I encourage those who suspect hearing loss in their children to seek an accredited audiologist and ear, nose and throat physician to have your child examined.

Likewise, I urge adults who suspect hearing loss to be tested. It’s easy to ignore signs stating hearing aids are expensive — and they are — or they won’t work for them. I lived with both thoughts until I finally got a hearing aid at age 39, knowing since 29 I needed one.

I have learned the average person waits seven years to get a hearing aid after being told it would help. Do the math: I waited 10 years. Stubborn.

Signs of hearing loss in adults include: inattentiveness; buzzing or ringing in their ears; failure to respond to spoken words; persistent ear discomfort after exposure to loud noise; muffled hearing; constant frustration understanding speech and other sounds; avoiding conversation; social isolation; accusing everyone of mumbling; and depression.

Heather Pliskin, director of speech services at the Columbus Speech and Hearing Center, said that communication skills are directly related to academic success.

“Speaking, listening, reading and writing are the foundational skills for school and for life. Early intervention is the key. The earlier a child receives speech-language therapy, the faster the progress can be made,” Pliskin said.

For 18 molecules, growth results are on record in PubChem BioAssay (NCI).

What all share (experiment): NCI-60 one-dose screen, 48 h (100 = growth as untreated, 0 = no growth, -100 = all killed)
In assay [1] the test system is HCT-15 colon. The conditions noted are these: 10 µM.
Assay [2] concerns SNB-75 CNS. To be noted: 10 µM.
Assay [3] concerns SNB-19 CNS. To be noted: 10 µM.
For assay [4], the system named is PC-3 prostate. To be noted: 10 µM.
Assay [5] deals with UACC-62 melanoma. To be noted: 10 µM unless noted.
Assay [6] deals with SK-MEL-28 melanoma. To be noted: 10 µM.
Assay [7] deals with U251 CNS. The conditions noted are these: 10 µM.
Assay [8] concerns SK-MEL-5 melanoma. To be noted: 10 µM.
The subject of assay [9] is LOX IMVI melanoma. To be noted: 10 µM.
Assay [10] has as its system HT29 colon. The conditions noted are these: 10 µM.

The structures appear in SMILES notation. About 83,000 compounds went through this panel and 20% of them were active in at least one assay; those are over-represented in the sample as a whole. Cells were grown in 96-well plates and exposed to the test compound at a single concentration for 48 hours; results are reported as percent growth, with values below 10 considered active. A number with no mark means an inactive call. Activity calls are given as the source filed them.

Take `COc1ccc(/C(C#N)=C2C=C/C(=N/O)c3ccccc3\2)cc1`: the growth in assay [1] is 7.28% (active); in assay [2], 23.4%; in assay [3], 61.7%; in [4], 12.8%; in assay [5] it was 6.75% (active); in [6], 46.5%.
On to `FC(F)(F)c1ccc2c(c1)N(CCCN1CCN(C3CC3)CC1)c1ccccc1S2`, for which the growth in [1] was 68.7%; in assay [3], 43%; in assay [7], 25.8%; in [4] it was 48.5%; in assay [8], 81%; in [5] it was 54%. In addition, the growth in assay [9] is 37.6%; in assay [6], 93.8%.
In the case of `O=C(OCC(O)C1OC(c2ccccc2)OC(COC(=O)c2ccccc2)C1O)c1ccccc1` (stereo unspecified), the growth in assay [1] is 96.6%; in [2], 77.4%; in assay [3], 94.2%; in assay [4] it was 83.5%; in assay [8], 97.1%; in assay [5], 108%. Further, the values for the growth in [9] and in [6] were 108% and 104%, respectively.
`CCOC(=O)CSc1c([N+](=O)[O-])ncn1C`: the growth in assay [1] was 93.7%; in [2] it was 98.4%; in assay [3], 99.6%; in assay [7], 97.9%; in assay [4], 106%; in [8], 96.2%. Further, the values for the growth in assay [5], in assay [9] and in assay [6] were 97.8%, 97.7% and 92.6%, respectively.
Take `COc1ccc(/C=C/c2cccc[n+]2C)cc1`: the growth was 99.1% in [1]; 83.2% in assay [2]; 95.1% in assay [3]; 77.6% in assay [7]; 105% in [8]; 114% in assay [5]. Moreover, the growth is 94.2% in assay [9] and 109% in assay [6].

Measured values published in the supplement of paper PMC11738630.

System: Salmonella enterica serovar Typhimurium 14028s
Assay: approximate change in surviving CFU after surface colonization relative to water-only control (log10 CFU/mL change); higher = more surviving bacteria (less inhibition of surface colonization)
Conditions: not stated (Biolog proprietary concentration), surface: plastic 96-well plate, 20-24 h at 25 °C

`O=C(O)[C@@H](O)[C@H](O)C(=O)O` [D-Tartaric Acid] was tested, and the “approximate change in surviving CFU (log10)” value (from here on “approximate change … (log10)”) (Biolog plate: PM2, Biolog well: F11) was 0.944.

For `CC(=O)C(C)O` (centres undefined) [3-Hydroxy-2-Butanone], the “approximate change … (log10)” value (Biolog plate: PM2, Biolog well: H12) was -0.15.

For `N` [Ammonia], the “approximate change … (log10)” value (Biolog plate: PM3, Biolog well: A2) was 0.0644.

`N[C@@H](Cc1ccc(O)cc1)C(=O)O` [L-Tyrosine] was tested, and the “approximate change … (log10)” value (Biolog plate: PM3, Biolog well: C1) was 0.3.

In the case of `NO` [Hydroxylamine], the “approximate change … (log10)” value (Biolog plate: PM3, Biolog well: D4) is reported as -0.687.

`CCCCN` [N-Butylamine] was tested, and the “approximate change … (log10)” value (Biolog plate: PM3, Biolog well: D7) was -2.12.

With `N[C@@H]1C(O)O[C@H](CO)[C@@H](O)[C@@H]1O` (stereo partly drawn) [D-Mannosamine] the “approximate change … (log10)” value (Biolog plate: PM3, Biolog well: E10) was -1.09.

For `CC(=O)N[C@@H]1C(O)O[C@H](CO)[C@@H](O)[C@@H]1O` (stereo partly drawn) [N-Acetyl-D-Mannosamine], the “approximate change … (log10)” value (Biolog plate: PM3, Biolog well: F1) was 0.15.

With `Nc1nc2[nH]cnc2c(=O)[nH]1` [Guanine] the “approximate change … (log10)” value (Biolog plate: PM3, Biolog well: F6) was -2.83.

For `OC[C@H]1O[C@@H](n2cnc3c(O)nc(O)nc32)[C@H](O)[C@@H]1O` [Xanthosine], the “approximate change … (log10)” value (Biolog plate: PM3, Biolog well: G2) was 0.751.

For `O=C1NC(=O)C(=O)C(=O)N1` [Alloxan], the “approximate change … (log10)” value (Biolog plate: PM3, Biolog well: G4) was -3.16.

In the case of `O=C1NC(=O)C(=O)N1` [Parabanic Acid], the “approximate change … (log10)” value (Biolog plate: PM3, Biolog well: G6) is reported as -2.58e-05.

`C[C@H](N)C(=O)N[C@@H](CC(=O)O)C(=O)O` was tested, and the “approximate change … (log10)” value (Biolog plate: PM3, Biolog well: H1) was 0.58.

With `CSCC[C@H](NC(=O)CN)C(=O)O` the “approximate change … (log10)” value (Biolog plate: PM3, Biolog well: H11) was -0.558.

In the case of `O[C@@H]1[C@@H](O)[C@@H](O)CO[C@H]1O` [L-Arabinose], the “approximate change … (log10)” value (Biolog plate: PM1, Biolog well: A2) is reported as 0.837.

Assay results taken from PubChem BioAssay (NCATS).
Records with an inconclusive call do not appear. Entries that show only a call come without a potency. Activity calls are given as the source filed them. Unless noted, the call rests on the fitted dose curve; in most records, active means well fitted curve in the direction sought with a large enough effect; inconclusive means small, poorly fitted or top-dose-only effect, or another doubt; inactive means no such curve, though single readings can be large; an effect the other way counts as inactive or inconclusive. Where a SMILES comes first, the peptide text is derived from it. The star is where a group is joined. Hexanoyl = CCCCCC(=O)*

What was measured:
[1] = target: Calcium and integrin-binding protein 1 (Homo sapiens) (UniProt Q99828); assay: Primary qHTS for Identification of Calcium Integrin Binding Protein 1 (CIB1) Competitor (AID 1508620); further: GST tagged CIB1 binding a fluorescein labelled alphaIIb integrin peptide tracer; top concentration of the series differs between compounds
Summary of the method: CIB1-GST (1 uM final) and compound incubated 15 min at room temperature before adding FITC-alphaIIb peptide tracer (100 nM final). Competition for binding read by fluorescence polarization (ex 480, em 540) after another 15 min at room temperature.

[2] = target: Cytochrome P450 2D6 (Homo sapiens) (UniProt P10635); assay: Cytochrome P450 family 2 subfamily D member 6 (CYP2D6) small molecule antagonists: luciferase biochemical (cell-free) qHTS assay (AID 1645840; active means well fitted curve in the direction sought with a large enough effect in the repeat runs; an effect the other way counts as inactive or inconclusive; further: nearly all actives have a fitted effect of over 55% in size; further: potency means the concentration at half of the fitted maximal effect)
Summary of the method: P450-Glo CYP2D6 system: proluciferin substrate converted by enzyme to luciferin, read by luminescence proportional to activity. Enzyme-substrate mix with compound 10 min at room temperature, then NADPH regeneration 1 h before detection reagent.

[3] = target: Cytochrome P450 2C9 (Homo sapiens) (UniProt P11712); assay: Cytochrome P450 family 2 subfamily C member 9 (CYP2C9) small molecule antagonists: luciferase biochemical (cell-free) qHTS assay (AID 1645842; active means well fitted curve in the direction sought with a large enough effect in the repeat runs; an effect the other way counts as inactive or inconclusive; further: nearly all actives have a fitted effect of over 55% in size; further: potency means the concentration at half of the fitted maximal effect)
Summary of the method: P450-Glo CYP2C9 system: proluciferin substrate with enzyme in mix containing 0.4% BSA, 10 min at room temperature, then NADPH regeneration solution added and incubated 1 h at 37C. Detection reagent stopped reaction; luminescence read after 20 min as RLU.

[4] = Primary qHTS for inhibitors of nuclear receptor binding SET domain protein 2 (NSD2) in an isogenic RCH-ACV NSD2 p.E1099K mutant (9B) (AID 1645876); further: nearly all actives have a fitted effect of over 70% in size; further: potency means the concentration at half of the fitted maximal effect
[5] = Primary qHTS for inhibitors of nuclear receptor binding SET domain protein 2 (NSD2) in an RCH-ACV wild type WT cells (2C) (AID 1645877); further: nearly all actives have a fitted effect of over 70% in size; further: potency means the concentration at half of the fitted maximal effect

Red flags for possible communication delays include: age 1, not saying a few words or pointing to pictures and objects; and age 2, not using simple two-word combinations and not being understood 70 percent of the time.

Preschool/early elementary school: age 2-3, not following one- to two-step directions; age 3, not using correct common pronouns and not being understood 80 percent of the time, 90 percent by age 5.
“When a child is young — especially before age 3 — it is especially important to involve the parents and/or caregivers in the process,” Pliskin said.

Audrey Tobias agreed.

“Speech therapy has improved the lives of every member of our family. When our son started receiving therapy at 2.5 years old, he had a vocabulary of zero spoken words. He couldn’t even say ‘no.’ We were scared to leave him in the care of anyone else because there was no way for him to tell us if anything went wrong.

“Now, two years later, he is a funny chatterbox! He cracks jokes all the time and loves to make complicated, exciting plans. We know what is going on in his life and what he’s thinking. For the first time, we feel like we really know who our son is as a person. It’s been an amazing transformation. We are extremely grateful for the skilled help he continues to receive.”

May is Better Speech and Hearing Month. Columbus Speech and Hearing Center is giving away two hearing aids to the essay winner who is most in need to understand the world around them. Go to columbusspeech.org and click the Hearing What Matters link before May 11 to learn how to enter.

The music of this world is up for grabs.

Come out from under the water and listen, and tell me all about it.

For more information, go to asha.org, dangerousdecibels.org, apraxia-kids.org or playingwithwords365.com.